The NSW Government announcement about a network of fast trains to centres outside Sydney would stimulate growth outside Sydney. "The announcement by NSW Premier, Gladys Berejiklian, that the government is looking at a network of fast train routes out of Sydney would lead to growth in regional cities." Says Urban Taskforce CEO Chris Johnson "The most likely areas to be attractive for increased development will be the coastal centres including Nowra, Wollongong, Gosford and Newcastle."

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Is infrastructure why Victorian voters swung so decisively to Labor?

There're many theories purporting to explain Saturday's stunning electoral swing to Victoria's incumbent Labor Government. A popular explanation is the lacklustre performance of Coalition leader, Mathew Guy, which also conveniently deflects blame from the conservative national government. Others argue it's a clear rejection of the Opposition's stand on climate change, injecting rooms and law order. Some reckon it's due to Premier Daniel Andrews progressive stand on key issues in education, social policy and health.

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Is growth in driving really outstripping surging population?

The Public Transport Users Association (PTUA) released a report last week comparing historical growth in driving and public transport patronage in Melbourne against growth in population. Contrary to the clickbait headline in The Age claiming driving is growing faster than population (see Melbourne's traffic growth outstrips population surge), the PTUA's report showed the opposite: car travel has been growing slower than population since 2004.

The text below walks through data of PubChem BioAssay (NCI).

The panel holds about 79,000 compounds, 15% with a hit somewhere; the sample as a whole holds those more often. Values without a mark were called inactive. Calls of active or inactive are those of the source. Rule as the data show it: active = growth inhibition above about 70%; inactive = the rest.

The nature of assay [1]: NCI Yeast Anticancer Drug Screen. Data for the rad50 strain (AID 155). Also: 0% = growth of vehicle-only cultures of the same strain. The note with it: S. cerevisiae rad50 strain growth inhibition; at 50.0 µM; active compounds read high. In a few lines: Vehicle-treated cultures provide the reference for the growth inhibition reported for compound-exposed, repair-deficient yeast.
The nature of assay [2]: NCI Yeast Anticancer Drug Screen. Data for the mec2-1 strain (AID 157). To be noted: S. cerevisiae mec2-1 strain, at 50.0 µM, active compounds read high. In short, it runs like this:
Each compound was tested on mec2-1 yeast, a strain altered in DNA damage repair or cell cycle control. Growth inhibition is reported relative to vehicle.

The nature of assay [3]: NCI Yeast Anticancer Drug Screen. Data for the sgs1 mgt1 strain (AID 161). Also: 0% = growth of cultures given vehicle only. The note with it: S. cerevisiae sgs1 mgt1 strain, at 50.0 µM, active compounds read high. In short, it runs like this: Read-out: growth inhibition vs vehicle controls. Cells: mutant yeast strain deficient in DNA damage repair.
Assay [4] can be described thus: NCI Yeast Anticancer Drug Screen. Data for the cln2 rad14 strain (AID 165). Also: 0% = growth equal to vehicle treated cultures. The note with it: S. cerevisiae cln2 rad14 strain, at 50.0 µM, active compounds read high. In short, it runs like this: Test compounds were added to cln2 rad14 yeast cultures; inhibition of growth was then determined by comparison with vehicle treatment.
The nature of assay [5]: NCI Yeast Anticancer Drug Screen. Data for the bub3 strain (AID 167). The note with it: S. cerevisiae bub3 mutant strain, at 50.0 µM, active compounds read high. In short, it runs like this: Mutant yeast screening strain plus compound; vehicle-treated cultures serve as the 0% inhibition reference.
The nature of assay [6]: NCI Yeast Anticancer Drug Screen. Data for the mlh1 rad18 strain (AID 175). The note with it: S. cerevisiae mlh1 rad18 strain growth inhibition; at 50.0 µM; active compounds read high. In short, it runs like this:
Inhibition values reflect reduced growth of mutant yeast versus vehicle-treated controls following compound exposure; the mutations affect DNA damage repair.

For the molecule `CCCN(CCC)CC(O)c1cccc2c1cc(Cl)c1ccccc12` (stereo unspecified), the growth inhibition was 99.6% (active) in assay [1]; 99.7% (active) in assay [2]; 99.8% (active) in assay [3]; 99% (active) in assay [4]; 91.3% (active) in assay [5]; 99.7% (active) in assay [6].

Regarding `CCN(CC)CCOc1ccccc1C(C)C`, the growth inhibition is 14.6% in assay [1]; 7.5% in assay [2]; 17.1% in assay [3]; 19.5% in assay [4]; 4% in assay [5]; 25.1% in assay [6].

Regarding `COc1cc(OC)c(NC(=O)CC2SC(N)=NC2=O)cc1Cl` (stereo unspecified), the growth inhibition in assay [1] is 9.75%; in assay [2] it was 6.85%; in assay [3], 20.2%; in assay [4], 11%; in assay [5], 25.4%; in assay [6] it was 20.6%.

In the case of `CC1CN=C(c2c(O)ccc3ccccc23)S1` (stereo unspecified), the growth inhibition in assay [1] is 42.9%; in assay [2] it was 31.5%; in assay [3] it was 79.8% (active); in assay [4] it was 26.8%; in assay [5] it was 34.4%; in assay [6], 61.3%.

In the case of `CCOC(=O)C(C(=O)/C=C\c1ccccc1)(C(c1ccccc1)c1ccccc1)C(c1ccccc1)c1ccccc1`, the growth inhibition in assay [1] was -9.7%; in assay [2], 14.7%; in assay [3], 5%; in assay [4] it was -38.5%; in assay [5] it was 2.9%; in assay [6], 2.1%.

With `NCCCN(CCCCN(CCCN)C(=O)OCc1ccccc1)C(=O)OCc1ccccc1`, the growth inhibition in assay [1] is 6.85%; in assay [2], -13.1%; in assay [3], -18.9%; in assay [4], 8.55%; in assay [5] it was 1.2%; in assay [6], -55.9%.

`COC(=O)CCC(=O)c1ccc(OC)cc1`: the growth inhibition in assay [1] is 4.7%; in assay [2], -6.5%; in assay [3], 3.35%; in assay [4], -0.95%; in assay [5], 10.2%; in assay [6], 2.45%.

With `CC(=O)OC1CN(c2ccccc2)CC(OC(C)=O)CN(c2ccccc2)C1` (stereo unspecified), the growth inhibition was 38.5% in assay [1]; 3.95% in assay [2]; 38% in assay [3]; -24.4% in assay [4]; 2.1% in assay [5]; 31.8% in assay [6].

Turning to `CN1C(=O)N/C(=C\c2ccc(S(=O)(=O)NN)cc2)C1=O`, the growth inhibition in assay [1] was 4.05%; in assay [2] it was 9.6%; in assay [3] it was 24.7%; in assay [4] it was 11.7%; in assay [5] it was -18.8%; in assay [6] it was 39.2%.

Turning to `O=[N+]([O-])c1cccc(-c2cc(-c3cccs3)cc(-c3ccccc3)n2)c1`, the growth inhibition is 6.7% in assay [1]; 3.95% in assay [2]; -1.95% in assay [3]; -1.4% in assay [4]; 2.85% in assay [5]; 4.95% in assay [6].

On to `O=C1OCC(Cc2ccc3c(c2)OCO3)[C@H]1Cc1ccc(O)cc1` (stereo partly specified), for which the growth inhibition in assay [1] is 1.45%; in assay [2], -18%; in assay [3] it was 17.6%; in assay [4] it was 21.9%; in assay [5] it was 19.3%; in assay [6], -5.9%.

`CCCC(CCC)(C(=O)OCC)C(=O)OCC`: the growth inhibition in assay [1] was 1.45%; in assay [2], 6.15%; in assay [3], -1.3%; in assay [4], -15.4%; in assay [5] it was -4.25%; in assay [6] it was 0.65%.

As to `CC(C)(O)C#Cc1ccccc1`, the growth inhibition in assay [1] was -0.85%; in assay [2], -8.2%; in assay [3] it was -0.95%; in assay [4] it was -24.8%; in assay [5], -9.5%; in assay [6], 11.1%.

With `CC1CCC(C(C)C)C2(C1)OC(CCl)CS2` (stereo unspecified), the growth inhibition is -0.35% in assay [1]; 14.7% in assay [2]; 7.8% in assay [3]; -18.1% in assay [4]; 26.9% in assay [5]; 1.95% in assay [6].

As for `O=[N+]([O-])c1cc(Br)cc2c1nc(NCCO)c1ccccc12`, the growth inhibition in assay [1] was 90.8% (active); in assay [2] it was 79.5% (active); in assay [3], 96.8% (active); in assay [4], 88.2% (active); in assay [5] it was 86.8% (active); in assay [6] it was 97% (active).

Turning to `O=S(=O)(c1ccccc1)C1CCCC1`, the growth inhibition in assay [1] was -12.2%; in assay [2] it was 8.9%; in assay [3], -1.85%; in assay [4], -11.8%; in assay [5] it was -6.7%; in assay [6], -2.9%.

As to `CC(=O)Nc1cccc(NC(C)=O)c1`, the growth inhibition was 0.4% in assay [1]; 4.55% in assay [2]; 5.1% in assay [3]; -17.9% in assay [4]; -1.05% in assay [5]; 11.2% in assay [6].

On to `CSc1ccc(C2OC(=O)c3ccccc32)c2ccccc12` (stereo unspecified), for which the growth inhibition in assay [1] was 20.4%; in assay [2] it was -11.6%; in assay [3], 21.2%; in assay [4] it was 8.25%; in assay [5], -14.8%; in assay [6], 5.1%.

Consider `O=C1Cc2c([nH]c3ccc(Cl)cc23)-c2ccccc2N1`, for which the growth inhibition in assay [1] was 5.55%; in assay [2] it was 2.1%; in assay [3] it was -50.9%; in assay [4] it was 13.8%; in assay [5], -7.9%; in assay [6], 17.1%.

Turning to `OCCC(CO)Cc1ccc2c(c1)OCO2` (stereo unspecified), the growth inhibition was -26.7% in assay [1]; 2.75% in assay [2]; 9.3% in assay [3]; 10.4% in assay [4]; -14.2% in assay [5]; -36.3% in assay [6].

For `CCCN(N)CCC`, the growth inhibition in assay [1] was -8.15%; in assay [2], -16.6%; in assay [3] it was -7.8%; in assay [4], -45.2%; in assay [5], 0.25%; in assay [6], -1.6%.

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23 November 2018

Is growth in driving really outstripping surging population?

The Public Transport Users Association (PTUA) released a report last week comparing historical growth in driving and public transport patronage in Melbourne against growth in population. Contrary to the clickbait headline in The Age claiming driving is growing faster than population, the PTUA's report showed the opposite: car travel has been growing slower than population since 2004.

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When Flemington Markets relocate to the Aerotropolis the site can become a new green urban village

The announcement that Sydney Markets will move from Flemington to the Aerotropolis in Western Sydney means the existing Flemington site could become a new type of development.